XWHY Meets: Reeps One
Much like the hallowed, wondrous and ethereal creature that was David Bowie – such an inspiration to us all that not even reality can keep its shit together without his continued presence – I do wonder about sound and vision.
I mean, that’s largely due to the myriad of talent-dependent hobbies that I enjoy in addition to my writing career. What, you thought that my ability to bend prose with my mind precluded me from dabbling in the arts? Please. I may be a slightly presupposing smith of words, but I’m also a sweepingly imaginative graphic artist, an effusive and wide-ranged singer, and a…bassist.
But enough about my mastery of various entirely independent disciplines – it’s not all about me. In fact, it turns out that I’m sorely lacking in terms of flipping my skill crossfader over multiple channels; at a recent Ballantine’s True Music Series event that XWHY packed me off to, I discovered that there are some people who are actually better than me at amalgamating all of their talents into one glorious yet mildly terrifying über-talent.
At first blush, you’d probably refer to Reeps One as a beatboxer. I mean, he can absolutely do that, and to a much better degree than the sort of pretenders you might see flaunting their wares outside Brixton tube station. However, that only really scratches the surface of the kind of sounds this guy can create – seriously, I mean to the extent that you could be happily dancing to his music in a club while being genuinely unaware that every sound you were hearing was being created in real time by one guy’s mouth.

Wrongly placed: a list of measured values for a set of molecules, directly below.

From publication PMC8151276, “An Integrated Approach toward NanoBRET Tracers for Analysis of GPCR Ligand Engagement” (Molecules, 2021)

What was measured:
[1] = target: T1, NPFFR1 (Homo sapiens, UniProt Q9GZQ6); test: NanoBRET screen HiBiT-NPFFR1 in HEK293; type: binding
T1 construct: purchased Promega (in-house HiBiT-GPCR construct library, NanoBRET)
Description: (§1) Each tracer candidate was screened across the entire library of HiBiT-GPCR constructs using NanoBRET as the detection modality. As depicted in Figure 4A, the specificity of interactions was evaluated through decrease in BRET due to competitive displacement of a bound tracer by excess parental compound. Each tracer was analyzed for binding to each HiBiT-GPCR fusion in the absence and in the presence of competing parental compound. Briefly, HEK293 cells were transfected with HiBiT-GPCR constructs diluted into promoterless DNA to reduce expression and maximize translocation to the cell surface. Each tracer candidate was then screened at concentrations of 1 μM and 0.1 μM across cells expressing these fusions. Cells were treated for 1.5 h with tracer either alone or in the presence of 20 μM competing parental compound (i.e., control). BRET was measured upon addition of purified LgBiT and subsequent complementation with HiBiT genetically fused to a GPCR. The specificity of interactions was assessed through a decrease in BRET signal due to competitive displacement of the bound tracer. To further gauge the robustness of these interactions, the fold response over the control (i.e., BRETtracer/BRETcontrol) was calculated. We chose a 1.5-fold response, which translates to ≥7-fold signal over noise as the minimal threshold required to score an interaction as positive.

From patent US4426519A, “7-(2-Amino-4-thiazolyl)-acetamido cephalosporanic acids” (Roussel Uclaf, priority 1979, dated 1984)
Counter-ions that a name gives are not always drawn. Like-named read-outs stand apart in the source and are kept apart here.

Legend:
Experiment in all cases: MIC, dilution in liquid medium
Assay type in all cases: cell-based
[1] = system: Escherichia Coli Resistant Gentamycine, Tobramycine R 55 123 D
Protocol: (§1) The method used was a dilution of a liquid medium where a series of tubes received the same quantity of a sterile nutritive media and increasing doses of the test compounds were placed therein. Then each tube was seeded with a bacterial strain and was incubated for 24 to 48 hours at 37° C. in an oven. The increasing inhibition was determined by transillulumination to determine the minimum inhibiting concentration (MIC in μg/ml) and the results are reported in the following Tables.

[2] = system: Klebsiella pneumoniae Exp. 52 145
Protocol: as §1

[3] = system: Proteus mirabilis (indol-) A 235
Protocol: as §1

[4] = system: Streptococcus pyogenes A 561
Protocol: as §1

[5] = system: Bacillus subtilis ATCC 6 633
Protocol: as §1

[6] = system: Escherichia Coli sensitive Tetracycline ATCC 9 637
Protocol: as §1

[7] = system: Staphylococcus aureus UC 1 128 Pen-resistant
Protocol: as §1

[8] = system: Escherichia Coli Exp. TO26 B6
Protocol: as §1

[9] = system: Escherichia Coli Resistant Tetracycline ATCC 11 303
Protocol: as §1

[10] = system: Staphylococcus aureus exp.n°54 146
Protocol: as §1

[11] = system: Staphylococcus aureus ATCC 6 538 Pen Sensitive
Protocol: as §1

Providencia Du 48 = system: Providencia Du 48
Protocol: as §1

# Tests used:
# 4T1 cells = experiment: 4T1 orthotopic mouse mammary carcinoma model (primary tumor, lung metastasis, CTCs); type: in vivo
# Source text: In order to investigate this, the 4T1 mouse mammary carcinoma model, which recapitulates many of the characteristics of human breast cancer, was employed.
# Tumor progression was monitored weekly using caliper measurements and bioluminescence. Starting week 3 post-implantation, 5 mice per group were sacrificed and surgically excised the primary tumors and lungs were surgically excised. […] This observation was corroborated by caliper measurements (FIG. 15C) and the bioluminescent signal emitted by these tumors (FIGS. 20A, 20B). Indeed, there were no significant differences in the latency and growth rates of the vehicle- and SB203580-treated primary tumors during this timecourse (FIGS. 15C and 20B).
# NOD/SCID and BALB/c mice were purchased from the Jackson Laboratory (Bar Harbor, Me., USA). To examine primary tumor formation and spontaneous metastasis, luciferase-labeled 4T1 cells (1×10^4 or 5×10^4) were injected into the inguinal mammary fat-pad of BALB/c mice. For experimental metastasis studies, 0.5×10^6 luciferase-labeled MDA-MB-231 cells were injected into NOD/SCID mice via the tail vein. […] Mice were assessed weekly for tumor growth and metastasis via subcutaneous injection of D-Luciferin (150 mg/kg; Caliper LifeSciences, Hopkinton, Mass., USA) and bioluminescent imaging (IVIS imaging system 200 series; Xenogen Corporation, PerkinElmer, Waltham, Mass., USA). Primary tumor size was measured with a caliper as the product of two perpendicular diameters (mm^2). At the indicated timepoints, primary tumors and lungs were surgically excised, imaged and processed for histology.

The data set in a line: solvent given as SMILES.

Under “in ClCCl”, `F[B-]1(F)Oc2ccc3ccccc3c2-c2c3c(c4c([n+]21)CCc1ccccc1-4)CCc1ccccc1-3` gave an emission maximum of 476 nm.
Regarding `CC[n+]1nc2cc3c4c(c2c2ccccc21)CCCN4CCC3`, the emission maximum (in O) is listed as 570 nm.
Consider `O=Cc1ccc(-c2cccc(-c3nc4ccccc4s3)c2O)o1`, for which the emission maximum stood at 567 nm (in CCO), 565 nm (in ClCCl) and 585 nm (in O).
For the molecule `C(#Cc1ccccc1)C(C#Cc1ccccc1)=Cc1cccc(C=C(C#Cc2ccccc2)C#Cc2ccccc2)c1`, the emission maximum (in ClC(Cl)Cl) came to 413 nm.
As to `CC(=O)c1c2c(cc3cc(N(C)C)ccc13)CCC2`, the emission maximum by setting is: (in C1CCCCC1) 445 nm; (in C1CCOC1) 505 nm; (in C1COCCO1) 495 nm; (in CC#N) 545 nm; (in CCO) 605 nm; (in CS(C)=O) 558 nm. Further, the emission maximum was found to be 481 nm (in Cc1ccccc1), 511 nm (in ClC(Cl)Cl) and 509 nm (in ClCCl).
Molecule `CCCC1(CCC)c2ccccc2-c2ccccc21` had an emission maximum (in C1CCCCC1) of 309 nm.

And that’s to say nothing of the 360˚ projections that accompanied the performance of his latest piece, ‘Surfaces’, which were entirely generated via his audio visualiser. As explained to me by creative technologist Ben Williams, the kit – which looked like a sheet of glass with three speakers underneath it, as you can see on Instagram – creates a direct and immediate link between sound and visual. That sheet of glass is covered in a fine layer of water – or, in this case, delicious Ballantine’s whisky. When the speakers play underneath the glass, the liquid has a direct physical reaction to this audio, and this in turn generates the visuals that are projected around the room.
Sure, it looked amazing, but as Ben explained to me, it’s not simply a matter of having some cool visuals to accompany the music – the interplay between sound and vision can create some awesome and unexpected results. He talked me through the McGurk effect, a phenomenon which occurs when a person hears audio while watching a visual that they believe should correlate to the track. If the sounds and sights aren’t aligned, the effect kicks in and the viewer/listener ‘fills in’ the sound that they believe they should be hearing, thereby creating an entirely new sound in their mind.
While my fascination with scientific phenomena is unlimited, my ability to process information after a few whiskies unfortunately is. Fortunately I’d brought my scientist friend Jess along with me to the show, and she was keen to pick Reeps’ brain on the matter – a worthwhile pursuit considering his particular brain has been the subject of a UCL study that found his beatboxing skills to be ‘expert’ behaviour. Jess explained that this meant that Reeps’ cerebellum had lit up during MRI scans to indicate that his vocal processes were automatic rather than planned; in real terms, this meant that he didn’t have to think about the sounds he was going to make as they were instinctive.